Grayson was born in the middle of May 2010. Two days later, Marty Forth and Patrick Sinclair went to meet their son and bring him home from a hospital just a short walk from their Manhattan home.
“You show up at the hospital to pick up your kid and you have to have a car seat,” says Marty. It felt absurd to bring a car seat with no car, but the law requires it. “So, we showed up with the car seat and it clicked into the stroller and we walked across Central Park to our home. It was the best walk across Central Park ever.”
Other than the car seat, they hadn’t bought a thing for the baby room – they’d been warned not to. The mother had 30 days to change her mind and keep her baby. “No one acted like it wasn’t the real thing for those 30 days, but it was in the back of their minds,” he says.
Meanwhile, Grayson’s birth mother was composing a letter to her son’s new fathers. The young woman had hidden her pregnancy from her family and asked Marty and Patrick to simply send photos and letters as Grayson grew up – she didn’t want contact with him as part of the open adoption arrangement.
But after two days in the hospital with her baby, she had changed her mind.
“She had sent us a long email saying after spending two days in the hospital with him, letters and pictures weren’t going to be enough,” Marty says.
The couple agreed to involve her in Grayson’s life – and, naturally, in theirs. Now, she is practically part of the family. Though she has only slowly revealed the truth about her pregnancy to her own family members, she spends time with Marty and Patrick’s.
Both men had known they wanted kids since before they met, and that they wanted to adopt. They pursued adoption through a New York non-profit agency, Spence-Chapin. The organization specializes in open adoptions, which allow the birth mother to remain in contact with the adoptive family at a level agreed to by both parties.
Though the application process was rigorous – “It’s like getting into college” – they would be connected with an expectant mother without the often protracted foster-to-adopt process, and much more affordably than at many for-profit adoption agencies.
The application process required taking an educational course with other prospective parents, attending monthly meetings and completing a so-called “adoption book” for the expecting mother to read when considering an adoptive family.
“The final project, if you will, is you have to write this single-page letter to the mother, and that’s the first thing they see when they open the book,” Marty says. “They read the letters, they pick two or three of those they want to see, and then you’re contacted and they give you information about the mother, and you choose if you want to go ahead.”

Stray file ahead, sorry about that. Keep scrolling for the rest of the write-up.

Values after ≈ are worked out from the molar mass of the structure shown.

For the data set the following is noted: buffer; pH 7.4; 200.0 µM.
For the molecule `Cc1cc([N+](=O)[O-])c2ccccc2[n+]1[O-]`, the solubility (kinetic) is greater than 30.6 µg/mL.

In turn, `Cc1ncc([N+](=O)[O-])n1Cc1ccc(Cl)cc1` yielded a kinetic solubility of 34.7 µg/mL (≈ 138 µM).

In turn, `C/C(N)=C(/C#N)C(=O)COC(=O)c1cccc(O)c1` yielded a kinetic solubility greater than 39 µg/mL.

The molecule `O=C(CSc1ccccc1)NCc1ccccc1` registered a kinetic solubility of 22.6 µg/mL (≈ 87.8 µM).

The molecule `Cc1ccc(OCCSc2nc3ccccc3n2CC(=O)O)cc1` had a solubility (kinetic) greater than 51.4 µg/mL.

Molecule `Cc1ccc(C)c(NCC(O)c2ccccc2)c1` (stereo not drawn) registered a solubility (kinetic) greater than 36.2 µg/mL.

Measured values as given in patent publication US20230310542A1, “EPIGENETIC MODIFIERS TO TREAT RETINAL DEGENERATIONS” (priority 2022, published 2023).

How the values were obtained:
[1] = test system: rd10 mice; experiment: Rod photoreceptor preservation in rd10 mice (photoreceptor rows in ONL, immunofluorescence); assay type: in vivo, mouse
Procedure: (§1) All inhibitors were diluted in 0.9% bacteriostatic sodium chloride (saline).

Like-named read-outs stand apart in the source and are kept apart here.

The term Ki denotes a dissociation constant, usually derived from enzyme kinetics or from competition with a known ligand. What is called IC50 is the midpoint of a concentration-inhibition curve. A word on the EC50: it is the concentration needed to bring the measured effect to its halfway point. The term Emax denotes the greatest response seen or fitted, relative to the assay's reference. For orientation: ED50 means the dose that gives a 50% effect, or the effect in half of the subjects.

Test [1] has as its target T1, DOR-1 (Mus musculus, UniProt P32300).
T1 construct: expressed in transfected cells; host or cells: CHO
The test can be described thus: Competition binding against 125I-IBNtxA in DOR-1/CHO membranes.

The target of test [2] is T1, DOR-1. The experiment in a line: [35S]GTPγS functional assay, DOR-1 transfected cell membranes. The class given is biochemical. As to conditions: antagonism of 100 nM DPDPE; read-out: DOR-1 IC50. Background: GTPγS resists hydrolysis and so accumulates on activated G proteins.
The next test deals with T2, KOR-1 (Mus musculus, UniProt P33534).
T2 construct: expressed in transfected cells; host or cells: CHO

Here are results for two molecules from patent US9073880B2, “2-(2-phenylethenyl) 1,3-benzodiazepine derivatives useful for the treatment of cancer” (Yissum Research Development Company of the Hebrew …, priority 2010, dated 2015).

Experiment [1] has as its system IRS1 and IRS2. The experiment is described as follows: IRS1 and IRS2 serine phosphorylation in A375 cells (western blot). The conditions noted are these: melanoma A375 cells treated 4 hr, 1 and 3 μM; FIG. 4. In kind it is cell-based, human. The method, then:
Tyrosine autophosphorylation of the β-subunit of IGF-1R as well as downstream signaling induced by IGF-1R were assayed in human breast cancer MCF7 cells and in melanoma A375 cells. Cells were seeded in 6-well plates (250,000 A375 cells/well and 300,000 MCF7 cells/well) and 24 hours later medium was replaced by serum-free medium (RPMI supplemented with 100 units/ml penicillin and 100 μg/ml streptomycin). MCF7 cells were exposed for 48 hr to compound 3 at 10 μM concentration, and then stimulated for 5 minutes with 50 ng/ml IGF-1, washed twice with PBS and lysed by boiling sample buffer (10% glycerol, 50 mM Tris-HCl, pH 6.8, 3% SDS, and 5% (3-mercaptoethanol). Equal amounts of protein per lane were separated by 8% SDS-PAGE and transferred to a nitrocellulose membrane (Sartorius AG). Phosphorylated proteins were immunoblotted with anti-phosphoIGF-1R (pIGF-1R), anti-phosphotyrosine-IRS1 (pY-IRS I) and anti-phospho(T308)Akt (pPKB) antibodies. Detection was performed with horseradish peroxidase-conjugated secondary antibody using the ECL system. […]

Only then would the birth mother receive the adoption book.
“The first meeting was a little jarring: Everybody has to tell their infertility story. We had been warned about that,” Marty says. “We didn’t want to be flippant, but, ‘We’re gay; we can’t have kids.’ That’s our story.”
Though they were the only gay couple in the class, they would later learn that worked to their benefit: The birth mother who chose them specifically sought out a gay couple to adopt her child.
By February 2010, Marty and Patrick’s application was ready to enter the selection pool. They didn’t have to wait long. The third mother to request their book chose them, and just a few months later, Grayson was born.
Many of the couple's gay friends back home were unsure what to do with a kid in the mix. ”There are guys who don’t want to have brunch on Sundays with a kid,” Marty says. “[There’s] this belief – which is an odd belief – that you have to become a new person in the gay world, so you have to become a ‘gay dad’ rather than just a ‘gay guy.’”
But, he says, their priorities have changed, too. “You now care for this young person, and your life changes. A lot of things take on a new meaning, like holidays.
Their world has changed, and one of those changes was rediscovering old, forgotten joys. “I don’t know if I forgot or what, but Cheerios are amazing and I missed them. Grilled cheeses – all kinds of rediscovering. Watching movies you watched when you were a kid.”
Their family inspired other gay men they knew to consider the possibility. They've even had the opportunity to offer guidance to other gay couples pursuing adoption.
One evening in mid 2014, when Grayson was 4, Marty, Patrick and Grayson’s birth mother met for dinner. Each had something to tell the other. She was thrilled to let them know she had told one of her siblings about Grayson, a step in the direction of telling her whole family.
The couple’s news was troublesome for her: Patrick had accepted a position in Hong Kong and the family would move there on New Year’s Day 2015. Nonetheless, they remain steadfast in their commitment to involve her in their lives.
“We put her into our expat package and she is a member of our ‘immediate family’ who is flown over every year,” Marty says. She visited them earlier this year, and they’ve just returned from a visit to the States, spending time with her and their families.
The family has found a strong network of gay families in Hong Kong, including a group called “Rainbow Families.” Their first Sunday in Hong Kong, the group met near their house for brunch. The entire family was there!